High DSO or Low DSO? Discover Days Sales Outstanding for a Healthier Cash Flow
Updated: May 24
Cash flow management is crucial for any construction business. As the owner, you understand the importance of maintaining your finances. One key financial metric is Days Sales Outstanding (DSO). It is the average time it takes for your company to collect payments after making a sale. In this blog post, we will explore DSO's true importance. Prepare to uncover the differences between high and low DSO, as well as their far-reaching impact on cash flow management. Stay tuned for our practical strategies to optimize your DSO, setting your construction business up for a thriving financial future.
Table of Content
What is DSO and why does it matter for construction businesses?
How to Maintain a Healthy DSO While Preserving Client Relationships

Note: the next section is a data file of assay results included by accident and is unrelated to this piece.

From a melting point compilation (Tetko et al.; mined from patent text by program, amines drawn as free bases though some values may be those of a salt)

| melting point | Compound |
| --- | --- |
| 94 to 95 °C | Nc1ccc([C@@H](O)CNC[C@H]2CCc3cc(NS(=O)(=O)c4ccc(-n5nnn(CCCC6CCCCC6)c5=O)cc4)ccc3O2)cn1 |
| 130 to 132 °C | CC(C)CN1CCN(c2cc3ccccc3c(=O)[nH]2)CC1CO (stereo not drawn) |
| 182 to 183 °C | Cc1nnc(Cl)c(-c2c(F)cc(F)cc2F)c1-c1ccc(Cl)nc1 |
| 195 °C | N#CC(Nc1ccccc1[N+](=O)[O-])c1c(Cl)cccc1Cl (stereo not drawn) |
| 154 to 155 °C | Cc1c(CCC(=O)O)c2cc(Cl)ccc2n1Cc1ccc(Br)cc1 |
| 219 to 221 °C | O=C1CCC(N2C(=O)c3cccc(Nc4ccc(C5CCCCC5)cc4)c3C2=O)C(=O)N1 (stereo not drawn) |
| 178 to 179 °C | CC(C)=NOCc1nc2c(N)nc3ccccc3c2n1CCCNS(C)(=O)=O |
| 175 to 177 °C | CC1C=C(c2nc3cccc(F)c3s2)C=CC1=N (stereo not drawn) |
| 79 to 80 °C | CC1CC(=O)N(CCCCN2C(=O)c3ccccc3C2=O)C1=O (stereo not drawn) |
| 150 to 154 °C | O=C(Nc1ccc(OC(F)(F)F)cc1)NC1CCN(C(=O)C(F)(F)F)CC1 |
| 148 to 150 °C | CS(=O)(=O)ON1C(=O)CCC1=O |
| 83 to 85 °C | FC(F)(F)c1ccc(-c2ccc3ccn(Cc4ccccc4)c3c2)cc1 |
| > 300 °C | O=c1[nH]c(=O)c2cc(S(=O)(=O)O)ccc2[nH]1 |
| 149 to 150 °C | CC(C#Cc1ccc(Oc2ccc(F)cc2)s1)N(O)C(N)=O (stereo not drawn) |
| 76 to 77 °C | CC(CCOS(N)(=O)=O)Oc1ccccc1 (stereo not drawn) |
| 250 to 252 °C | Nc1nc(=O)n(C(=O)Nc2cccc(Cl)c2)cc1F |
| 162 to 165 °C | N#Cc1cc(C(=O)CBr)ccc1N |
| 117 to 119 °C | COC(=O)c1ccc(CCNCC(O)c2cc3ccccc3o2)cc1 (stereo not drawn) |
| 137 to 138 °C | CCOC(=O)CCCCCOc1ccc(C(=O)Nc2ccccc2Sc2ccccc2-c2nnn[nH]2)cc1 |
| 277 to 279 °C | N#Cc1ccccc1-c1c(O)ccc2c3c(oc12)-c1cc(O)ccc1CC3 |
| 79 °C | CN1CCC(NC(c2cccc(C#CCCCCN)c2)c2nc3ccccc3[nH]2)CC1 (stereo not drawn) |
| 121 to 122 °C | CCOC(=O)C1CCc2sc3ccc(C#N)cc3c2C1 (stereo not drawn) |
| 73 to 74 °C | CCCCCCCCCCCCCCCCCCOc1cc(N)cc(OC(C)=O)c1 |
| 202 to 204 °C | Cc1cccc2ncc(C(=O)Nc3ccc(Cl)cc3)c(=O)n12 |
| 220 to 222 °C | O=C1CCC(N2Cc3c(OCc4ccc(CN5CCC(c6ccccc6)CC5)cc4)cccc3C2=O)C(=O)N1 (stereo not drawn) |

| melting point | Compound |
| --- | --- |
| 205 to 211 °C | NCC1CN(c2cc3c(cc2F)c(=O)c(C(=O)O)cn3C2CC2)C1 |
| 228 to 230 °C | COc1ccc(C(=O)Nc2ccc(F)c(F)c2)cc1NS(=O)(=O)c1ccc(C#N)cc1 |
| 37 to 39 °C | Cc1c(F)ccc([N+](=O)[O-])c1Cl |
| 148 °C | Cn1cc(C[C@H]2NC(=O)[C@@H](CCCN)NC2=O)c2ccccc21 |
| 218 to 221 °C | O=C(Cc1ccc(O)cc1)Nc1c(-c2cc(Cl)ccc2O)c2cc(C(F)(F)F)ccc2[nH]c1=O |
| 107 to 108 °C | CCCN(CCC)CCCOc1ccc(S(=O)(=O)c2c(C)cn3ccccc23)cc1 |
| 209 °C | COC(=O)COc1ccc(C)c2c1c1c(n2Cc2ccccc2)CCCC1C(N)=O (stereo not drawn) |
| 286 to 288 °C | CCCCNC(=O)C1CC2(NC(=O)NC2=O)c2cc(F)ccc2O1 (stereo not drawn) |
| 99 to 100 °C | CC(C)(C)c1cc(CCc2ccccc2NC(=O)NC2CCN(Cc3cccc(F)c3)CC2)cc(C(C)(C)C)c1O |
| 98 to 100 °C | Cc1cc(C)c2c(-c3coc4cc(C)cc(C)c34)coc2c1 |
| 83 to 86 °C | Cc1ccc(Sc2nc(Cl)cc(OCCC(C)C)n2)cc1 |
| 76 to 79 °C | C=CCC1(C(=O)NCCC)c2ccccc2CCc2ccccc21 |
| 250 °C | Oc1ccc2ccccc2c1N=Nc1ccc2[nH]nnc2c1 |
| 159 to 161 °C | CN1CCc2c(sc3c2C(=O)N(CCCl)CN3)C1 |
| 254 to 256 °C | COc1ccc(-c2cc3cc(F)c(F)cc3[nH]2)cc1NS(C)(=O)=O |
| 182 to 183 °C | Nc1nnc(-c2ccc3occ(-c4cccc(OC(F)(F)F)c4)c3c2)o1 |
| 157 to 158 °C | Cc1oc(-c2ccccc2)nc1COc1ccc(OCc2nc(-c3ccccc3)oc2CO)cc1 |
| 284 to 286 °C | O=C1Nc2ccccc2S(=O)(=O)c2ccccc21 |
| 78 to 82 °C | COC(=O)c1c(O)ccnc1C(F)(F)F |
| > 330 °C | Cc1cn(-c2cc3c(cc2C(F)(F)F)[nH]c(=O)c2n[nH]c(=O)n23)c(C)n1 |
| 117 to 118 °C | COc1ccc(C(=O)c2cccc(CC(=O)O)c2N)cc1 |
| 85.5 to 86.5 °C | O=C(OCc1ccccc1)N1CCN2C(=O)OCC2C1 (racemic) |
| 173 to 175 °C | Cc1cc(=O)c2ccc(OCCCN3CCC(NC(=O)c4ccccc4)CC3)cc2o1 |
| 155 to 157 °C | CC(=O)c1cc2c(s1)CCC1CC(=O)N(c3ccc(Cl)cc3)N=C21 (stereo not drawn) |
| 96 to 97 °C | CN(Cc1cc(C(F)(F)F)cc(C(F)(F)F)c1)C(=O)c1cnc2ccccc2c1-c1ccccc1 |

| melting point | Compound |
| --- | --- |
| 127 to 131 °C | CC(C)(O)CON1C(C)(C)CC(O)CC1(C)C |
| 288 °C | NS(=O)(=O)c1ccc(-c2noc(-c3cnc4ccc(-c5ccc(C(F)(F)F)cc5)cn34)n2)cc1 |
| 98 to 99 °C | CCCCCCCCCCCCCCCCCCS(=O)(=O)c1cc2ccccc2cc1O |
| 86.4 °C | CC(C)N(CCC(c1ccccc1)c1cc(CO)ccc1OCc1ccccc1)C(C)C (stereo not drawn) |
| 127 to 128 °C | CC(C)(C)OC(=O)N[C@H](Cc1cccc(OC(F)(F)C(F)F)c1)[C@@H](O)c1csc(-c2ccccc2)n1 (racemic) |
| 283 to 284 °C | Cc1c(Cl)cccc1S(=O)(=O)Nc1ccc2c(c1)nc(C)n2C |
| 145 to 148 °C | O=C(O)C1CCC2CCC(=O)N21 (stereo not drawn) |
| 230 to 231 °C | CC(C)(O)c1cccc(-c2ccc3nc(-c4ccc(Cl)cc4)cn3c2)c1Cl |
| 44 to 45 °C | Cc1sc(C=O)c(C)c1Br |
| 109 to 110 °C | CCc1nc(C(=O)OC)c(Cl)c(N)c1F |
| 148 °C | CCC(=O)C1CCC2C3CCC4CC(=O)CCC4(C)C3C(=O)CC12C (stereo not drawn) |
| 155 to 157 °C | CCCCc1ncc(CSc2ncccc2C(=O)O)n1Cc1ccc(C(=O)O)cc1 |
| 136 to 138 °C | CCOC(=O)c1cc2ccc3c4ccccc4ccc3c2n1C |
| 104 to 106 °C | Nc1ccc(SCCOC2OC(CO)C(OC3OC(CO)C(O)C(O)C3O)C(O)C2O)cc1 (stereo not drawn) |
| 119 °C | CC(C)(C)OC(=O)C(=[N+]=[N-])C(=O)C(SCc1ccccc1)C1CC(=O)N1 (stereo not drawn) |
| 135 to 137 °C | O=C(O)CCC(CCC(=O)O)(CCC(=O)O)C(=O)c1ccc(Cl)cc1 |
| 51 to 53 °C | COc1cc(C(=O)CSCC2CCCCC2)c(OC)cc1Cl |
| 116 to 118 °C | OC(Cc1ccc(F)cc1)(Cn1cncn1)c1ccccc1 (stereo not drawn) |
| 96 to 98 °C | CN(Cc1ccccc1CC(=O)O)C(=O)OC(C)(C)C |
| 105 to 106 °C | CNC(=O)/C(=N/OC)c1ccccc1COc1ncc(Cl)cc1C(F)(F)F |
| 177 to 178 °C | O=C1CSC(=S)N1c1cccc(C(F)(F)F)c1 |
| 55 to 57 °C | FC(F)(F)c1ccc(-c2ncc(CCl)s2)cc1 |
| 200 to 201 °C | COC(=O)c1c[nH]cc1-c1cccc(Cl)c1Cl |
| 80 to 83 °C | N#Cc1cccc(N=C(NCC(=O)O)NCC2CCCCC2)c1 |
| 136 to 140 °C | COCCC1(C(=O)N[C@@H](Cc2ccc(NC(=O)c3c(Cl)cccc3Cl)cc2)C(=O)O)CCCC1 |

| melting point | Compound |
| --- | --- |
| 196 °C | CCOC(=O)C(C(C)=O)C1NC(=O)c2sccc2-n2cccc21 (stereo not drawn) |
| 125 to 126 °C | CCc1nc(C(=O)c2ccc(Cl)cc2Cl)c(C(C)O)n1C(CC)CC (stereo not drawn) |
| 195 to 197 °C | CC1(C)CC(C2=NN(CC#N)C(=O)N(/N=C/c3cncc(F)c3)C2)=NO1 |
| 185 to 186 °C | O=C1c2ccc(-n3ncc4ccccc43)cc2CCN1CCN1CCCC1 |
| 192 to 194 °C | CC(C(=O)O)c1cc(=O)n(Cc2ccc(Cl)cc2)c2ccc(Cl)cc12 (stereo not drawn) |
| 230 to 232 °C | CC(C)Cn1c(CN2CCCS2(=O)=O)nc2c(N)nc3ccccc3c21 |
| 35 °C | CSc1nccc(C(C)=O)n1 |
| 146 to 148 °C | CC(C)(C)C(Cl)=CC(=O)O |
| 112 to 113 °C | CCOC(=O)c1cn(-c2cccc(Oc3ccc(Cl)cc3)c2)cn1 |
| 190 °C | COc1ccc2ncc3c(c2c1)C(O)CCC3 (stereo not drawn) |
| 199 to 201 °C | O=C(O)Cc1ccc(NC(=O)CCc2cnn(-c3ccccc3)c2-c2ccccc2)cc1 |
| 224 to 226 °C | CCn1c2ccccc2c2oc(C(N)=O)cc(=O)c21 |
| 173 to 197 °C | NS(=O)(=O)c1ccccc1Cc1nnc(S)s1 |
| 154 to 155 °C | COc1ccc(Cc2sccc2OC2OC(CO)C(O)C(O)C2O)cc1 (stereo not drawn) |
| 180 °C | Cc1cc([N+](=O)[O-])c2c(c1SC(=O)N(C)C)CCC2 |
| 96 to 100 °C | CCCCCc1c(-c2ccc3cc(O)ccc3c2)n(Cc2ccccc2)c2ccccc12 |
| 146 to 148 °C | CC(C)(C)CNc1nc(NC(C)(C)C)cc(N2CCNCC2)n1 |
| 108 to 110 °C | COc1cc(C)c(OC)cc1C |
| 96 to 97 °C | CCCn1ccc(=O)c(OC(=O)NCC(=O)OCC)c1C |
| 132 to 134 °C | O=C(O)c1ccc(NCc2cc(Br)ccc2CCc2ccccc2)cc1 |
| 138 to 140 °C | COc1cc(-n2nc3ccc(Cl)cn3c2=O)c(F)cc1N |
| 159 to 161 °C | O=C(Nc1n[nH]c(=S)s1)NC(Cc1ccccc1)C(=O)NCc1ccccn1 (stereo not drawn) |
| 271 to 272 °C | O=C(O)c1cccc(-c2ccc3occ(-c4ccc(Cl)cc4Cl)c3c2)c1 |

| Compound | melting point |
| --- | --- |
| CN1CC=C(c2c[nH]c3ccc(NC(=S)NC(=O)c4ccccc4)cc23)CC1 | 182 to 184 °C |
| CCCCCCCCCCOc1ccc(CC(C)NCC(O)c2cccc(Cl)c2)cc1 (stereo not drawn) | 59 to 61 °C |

Practical Strategies to Optimize Your Days Sales Outstanding
What is DSO and Why Does It Matter for Construction Businesses?
DSO calculates the average days needed to collect payments from clients. It shows how quickly your company turns invoices into cash.
Why does DSO matter? It is a key player in your business's cash flow management. The swifter you convert those invoices into cash, the better equipped you'll be to cover expenses, seize new project opportunities, and keep your operations running like a well-oiled machine.
How to Calculate Days Sales Outstanding
To calculate DSO, divide your accounts receivable by your total credit sales, then multiply the result by the number of days in the period